Edgar Cook Humanities and Social Science
Changing Views on Gun Control: The Effects of Moral Framing and Ingroup Conformity on Attitudes Towards Gun Laws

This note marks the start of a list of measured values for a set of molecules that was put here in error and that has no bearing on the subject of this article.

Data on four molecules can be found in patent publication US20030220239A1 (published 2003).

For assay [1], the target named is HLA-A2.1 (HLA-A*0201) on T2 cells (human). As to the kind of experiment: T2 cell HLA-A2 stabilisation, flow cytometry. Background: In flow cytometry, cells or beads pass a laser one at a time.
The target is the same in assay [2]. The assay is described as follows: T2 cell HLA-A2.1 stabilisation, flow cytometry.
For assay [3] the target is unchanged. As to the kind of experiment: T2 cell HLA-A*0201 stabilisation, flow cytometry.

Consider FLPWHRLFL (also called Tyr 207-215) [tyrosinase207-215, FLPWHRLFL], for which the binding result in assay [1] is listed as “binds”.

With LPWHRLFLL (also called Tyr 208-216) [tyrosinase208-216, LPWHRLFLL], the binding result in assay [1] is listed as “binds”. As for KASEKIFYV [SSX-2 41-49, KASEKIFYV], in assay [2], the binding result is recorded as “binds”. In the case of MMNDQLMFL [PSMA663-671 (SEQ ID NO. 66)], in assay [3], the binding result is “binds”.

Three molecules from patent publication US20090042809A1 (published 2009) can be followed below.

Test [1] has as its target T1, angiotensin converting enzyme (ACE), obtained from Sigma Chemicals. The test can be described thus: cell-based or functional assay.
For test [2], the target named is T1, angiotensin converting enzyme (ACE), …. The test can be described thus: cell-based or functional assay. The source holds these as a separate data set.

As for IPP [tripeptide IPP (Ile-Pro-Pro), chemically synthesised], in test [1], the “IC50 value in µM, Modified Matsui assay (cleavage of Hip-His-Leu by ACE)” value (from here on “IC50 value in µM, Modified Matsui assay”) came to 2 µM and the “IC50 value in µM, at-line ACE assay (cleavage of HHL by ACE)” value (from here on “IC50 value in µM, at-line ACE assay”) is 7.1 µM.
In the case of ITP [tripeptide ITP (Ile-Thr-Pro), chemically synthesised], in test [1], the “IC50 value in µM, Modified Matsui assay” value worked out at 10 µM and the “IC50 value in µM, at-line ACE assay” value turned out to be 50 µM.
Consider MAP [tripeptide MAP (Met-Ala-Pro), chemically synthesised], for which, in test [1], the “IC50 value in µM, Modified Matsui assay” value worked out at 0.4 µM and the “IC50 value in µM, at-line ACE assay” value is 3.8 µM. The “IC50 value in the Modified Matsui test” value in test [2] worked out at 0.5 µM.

The debate over gun control has become an increasingly divisive political issue among Americans, so much so that both liberals and conservatives appear to be talking past each other. According to Moral Foundations Theory, such political schisms arise because liberals and conservatives hold different moral intuitions and respond to different forms of moral rhetoric. While the intuitive and discursive asymmetries between liberals and conservatives may seem insurmountable, recent research suggests that moral framing can actually persuade partisans to change their attitudes by appealing to their moral intuitions. Expanding on this new line of research, I intend to run an experiment that tests whether moral framing can change conservative and liberal attitudes toward gun control. I will recruit participants to read fake op-eds arguing for or against gun control. By employing moral rhetoric in the op-eds that resonates with conservative and liberal moral intuitions, I will attempt to persuade conservatives to support gun regulations and liberals to oppose them. I will further test whether participants are more persuaded by the moral rhetoric in the op-ed or the political affiliation of its author. Previous studies on moral framing have failed to distinguish between these two factors, so my study will not only apply framing to a new issue, but will also address critical limitations of previous research.